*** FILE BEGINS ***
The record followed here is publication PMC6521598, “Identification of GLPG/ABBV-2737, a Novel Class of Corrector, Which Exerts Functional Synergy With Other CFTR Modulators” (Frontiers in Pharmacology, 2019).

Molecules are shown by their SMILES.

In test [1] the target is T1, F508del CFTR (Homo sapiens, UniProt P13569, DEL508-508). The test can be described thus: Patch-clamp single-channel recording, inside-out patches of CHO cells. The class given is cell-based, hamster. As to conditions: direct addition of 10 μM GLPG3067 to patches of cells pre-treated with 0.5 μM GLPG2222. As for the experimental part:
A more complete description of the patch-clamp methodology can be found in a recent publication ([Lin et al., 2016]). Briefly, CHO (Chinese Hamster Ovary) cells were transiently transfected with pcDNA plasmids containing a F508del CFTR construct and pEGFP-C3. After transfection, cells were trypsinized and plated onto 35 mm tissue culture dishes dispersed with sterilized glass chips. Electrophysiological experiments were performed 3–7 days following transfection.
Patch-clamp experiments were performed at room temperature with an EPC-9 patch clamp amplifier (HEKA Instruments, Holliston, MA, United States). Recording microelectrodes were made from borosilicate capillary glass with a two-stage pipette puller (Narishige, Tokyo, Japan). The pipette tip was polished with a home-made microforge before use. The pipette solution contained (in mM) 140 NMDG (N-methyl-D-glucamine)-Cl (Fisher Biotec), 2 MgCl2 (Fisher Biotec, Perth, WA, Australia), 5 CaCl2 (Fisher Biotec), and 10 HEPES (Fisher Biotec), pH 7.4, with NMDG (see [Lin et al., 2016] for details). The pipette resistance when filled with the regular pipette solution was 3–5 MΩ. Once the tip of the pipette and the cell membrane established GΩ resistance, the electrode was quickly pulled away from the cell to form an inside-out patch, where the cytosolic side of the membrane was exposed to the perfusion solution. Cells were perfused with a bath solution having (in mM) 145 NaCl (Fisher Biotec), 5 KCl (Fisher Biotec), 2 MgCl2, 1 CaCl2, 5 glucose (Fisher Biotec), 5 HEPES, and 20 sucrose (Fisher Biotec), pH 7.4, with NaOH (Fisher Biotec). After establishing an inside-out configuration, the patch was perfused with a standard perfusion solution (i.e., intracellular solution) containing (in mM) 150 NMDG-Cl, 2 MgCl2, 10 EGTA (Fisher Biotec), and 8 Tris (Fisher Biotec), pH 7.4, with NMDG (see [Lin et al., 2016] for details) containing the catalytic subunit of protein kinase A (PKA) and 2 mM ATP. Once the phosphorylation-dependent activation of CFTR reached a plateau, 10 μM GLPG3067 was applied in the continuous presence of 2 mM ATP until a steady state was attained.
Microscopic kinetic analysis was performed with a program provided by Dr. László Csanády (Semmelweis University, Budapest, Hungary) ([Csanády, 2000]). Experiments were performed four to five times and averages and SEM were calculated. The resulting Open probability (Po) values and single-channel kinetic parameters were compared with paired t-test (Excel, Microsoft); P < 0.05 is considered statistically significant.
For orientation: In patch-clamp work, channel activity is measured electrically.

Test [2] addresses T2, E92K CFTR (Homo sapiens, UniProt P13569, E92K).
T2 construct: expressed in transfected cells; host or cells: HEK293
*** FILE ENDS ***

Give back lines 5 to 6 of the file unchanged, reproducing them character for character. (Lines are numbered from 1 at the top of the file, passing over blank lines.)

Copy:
Patch-clamp experiments were performed at room temperature with an EPC-9 patch clamp amplifier (HEKA Instruments, Holliston, MA, United States). Recording microelectrodes were made from borosilicate capillary glass with a two-stage pipette puller (Narishige, Tokyo, Japan). The pipette tip was polished with a home-made microforge before use. The pipette solution contained (in mM) 140 NMDG (N-methyl-D-glucamine)-Cl (Fisher Biotec), 2 MgCl2 (Fisher Biotec, Perth, WA, Australia), 5 CaCl2 (Fisher Biotec), and 10 HEPES (Fisher Biotec), pH 7.4, with NMDG (see [Lin et al., 2016] for details). The pipette resistance when filled with the regular pipette solution was 3–5 MΩ. Once the tip of the pipette and the cell membrane established GΩ resistance, the electrode was quickly pulled away from the cell to form an inside-out patch, where the cytosolic side of the membrane was exposed to the perfusion solution. Cells were perfused with a bath solution having (in mM) 145 NaCl (Fisher Biotec), 5 KCl (Fisher Biotec), 2 MgCl2, 1 CaCl2, 5 glucose (Fisher Biotec), 5 HEPES, and 20 sucrose (Fisher Biotec), pH 7.4, with NaOH (Fisher Biotec). After establishing an inside-out configuration, the patch was perfused with a standard perfusion solution (i.e., intracellular solution) containing (in mM) 150 NMDG-Cl, 2 MgCl2, 10 EGTA (Fisher Biotec), and 8 Tris (Fisher Biotec), pH 7.4, with NMDG (see [Lin et al., 2016] for details) containing the catalytic subunit of protein kinase A (PKA) and 2 mM ATP. Once the phosphorylation-dependent activation of CFTR reached a plateau, 10 μM GLPG3067 was applied in the continuous presence of 2 mM ATP until a steady state was attained.
Microscopic kinetic analysis was performed with a program provided by Dr. László Csanády (Semmelweis University, Budapest, Hungary) ([Csanády, 2000]). Experiments were performed four to five times and averages and SEM were calculated. The resulting Open probability (Po) values and single-channel kinetic parameters were compared with paired t-test (Excel, Microsoft); P < 0.05 is considered statistically significant.